ESMA recommends European Commission to delay controversial buy-in rules

Delay suggested to avoid a collision with the final EC legislative proposal for the review of CSDR and the expected entry into force of the current CSDR settlement discipline regime.

The European Securities and Markets Authority (ESMA) has written to the European Commission (EC) urging it to consider a delay of the mandatory buy-in regime under the Settlement Discipline Regime (SDR) currently scheduled for 1 February 2022.

The move will come as a relief to market participants and the numerous trade associations who have lobbied against the rules under the Central Securities Depositories Regulation (CSDR) in recent years, though a delay would still fall short of their hopes for a scaling back of the rules.

If accepted by the EC, the delay would mark the latest in a string of regulatory delays in Europe, following the impact of the COVID-19 pandemic. ESMA is pushing the EC for a decision on the buy-in rules by the end of October.

ESMA is in favour of delaying the entry into force of the buy-in requirements while applying the other settlement discipline requirements, such as settlement fails reporting and cash penalties regime, as planned.

ESMA stated that carrying on with the implementation of these two components as scheduled will positively contribute to improving settlement efficiency and the transparency around it in the EU.

The final EC legislative proposal for the review of CSDR is expected by the end of the year, which could possibly include changes to the buy-in regime.

In respect to the buy-in regime, ESMA notes two challenges. One being the absence of clarity in respect to some open questions necessary for the implementation of the buy-in requirements.

In addition, the second challenge ESMA highlights is the lack of certainty regarding whether the EC’s legislative proposal will include changes to the mandatory buy-in rules and the extent of any of those possible amendments.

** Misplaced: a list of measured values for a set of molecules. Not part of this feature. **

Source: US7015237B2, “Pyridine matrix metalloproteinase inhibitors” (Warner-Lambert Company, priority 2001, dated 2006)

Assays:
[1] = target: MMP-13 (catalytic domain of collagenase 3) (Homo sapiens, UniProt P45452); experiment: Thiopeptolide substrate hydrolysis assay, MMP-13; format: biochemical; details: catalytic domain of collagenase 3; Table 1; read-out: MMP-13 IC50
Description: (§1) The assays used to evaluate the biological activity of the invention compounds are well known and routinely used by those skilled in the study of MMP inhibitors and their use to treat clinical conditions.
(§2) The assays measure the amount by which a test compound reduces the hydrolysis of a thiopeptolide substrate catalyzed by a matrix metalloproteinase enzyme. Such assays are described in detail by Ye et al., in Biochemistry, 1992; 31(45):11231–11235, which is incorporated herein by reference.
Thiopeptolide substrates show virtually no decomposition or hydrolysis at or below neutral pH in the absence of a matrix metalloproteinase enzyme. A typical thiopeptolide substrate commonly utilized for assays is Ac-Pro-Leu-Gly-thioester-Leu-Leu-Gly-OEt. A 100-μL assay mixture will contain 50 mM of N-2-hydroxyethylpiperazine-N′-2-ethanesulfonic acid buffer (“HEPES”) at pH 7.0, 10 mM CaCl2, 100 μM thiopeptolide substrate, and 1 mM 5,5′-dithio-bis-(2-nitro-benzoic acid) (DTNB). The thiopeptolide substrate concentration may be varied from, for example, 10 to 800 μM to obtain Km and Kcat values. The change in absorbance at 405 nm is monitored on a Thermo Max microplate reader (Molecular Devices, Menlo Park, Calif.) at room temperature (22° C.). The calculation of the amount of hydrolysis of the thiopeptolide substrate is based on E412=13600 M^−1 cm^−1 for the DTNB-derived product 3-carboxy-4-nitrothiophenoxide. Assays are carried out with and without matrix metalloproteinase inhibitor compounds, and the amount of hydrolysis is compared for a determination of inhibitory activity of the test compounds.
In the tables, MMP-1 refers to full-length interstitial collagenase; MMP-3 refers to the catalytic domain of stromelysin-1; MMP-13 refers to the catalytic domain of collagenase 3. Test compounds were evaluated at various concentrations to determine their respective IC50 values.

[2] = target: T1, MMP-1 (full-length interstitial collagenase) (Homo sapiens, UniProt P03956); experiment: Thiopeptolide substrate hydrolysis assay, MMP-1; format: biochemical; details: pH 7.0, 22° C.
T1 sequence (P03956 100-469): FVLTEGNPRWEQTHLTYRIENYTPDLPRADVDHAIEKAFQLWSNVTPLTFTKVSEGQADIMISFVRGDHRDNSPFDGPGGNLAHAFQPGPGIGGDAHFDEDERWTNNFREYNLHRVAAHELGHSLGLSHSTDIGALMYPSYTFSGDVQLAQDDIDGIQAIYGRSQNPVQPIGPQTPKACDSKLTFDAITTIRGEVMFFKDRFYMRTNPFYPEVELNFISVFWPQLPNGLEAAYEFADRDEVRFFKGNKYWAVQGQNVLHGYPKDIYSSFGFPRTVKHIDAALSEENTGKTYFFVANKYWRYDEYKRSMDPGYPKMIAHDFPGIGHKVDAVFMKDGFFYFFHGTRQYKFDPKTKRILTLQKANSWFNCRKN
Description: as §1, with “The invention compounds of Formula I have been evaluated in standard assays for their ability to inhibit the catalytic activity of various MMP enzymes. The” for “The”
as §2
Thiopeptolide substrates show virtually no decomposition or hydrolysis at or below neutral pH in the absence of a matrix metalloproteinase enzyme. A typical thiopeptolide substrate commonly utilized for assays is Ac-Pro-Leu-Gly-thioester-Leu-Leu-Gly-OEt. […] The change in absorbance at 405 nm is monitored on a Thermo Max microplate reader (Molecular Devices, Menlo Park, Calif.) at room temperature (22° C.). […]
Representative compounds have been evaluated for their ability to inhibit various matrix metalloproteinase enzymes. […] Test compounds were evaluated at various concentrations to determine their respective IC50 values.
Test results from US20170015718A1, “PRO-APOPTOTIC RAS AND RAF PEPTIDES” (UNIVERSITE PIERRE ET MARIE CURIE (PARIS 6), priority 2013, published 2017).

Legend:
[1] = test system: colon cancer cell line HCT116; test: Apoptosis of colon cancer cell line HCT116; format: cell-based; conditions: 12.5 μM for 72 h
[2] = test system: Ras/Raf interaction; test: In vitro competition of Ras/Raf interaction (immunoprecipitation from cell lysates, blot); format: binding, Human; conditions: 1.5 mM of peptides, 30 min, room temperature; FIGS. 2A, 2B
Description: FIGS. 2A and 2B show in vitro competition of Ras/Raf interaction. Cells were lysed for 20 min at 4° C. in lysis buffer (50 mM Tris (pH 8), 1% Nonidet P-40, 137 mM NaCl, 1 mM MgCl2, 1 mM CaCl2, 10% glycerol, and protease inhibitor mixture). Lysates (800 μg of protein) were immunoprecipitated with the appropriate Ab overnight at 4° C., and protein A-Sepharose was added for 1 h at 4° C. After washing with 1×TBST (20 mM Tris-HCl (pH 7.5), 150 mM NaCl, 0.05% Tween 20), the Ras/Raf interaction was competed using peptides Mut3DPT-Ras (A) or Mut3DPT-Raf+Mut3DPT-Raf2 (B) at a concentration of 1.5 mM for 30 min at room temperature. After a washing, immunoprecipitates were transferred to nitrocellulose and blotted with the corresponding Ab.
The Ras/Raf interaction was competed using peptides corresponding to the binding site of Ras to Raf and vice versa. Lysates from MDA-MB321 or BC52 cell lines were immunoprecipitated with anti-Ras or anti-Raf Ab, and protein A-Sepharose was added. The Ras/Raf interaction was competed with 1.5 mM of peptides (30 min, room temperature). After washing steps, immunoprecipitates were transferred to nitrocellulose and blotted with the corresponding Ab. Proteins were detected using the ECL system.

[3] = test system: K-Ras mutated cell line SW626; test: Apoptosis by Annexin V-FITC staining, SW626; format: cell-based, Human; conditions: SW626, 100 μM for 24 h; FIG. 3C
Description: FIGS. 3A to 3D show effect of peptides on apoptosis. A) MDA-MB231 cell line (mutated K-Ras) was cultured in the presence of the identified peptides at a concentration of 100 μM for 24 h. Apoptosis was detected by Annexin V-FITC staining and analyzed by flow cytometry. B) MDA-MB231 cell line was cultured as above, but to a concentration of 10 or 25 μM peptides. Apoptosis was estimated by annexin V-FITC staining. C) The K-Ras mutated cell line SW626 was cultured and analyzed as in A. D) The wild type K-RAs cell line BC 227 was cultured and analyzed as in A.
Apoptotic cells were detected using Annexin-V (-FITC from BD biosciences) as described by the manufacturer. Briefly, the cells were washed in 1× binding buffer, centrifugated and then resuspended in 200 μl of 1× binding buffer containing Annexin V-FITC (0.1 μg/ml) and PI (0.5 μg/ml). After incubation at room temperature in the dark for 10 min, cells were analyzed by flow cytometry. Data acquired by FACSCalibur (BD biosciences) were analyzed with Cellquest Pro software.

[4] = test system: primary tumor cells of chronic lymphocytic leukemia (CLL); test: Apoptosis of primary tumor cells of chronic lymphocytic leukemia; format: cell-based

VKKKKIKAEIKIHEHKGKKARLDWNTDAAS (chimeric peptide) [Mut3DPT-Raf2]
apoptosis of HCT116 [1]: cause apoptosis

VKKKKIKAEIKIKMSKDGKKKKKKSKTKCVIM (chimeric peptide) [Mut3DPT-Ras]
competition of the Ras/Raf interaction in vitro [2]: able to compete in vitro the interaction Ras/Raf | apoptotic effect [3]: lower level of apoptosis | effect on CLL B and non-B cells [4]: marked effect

Market participants’ ability to implement the regime will be directly impacted by these challenges and they may face increased costs due to changing their systems and processes later to align with potential amendments of buy-in rules.

ESMA therefore said it considers it important that ample time is provided for the CSDR review to properly consider the mandatory buy-in framework as a part of settlement discipline.

In June 2020, the UK Treasury confirmed it would not implement the settlement discipline regime (SDR) – which includes the controversial buy-in regime – as UK regulators continue to break away from EU-led legislation. 

This is the second recommendation given by ESMA to the EC this year. In May, ESMA called for the EC to expand scope of CSDR, suggesting the scope of the rules should include oversight of T2S and of third-country CSDs operating settlement services in the EU.

Additionally, in June, the EC said it will consider implementing changes to the penalty regime set out under the CSDR, in the wake of industry-wide calls for regulators to review the rules.